Lauren Harmon |
Tuesday, July 30, 2013
Explore this course at lynda.com.
Re-create the logo for Adobe Creative Cloud—even if you don’t have the latest version of Illustrator. In fact, in this week’s Deke’s Techniques, you can use Illustrator CS6, CS5, CS4, CS3, CS2, or even the original CS version. How? Let Deke walk you through the process.
Subscribers to the lynda.com library can go to the course page to retrieve the exercise file for this episode, which contains nine artboards documenting each step in the process, but they’re not required to complete this tutorial.
Select the Rectangle tool. Align your cursor with the top-left corner of the artboard until the Intersect indicator appears. Click and then enter the Width and Height values from step 1 (220 and 160) in the Rectangle dialog that appears. Click OK to create this background shape.
Change the stroke of the rectangle to None and make sure the fill is white.
Go to the Color panel and select the fill. Then open the Gradient panel and click the Gradient Slider to apply the default gradient to the rectangle.
Double-click the first color stop in the Gradient Slider to open an options menu. Click the flyout in the upper-right corner and change the mode to HSB. Change the Saturation value to 97% and Brightness to 50%.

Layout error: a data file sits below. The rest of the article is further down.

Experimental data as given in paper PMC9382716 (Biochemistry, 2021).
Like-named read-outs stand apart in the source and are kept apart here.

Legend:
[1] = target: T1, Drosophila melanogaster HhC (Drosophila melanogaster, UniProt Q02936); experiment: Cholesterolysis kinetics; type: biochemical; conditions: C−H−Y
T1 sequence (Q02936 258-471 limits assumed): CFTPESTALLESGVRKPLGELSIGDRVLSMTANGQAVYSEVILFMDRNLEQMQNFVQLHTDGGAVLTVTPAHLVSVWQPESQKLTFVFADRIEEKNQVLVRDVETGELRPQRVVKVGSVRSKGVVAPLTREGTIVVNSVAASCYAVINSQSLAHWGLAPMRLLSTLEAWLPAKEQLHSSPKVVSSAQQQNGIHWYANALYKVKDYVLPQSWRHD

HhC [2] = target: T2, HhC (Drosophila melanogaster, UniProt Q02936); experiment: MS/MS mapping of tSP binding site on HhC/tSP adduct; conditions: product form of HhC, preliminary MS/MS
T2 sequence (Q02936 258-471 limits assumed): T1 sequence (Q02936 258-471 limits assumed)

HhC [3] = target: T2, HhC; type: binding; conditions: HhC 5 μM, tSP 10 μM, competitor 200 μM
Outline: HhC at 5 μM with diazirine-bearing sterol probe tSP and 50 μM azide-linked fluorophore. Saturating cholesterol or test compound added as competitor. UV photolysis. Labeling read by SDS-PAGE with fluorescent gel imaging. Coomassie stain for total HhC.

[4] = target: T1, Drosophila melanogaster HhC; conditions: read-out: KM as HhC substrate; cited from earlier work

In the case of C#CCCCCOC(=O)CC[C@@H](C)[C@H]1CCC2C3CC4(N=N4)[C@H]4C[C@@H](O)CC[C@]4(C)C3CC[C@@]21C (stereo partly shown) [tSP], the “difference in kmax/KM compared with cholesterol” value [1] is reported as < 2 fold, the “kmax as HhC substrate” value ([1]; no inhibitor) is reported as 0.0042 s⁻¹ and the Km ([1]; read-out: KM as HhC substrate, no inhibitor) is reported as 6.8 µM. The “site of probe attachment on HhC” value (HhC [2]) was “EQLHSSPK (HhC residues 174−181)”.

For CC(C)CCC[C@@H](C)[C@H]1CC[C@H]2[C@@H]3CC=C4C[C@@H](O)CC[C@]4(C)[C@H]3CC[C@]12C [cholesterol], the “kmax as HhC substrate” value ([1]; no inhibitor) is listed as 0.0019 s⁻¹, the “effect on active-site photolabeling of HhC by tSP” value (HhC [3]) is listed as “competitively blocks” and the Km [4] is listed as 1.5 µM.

Note: Illustrator may automatically adjust these numbers to match the nearest RGB value.
Back in the Gradient panel, change the Angle of the gradient to 90degrees.
Your background is done! Choose Object > Lock > Selection to make sure you don’t interfere with the gradient during any of the remaining steps.
Now you need to create a few circles to form the basis for the logo. Select the Ellipse tool, press Alt or Option, and click on the left side of the document window to open the Ellipse dialog. Change the Width and Height to 59 and click OK to create your first circle.
Then Alt- or Option-click the right side of the document window, enter a Width and Height of 74 points, and click OK to create a second circle.
Go to the Appearance panel and change the Fill to None and the Stroke to white. Change the Stroke Width to 27 points.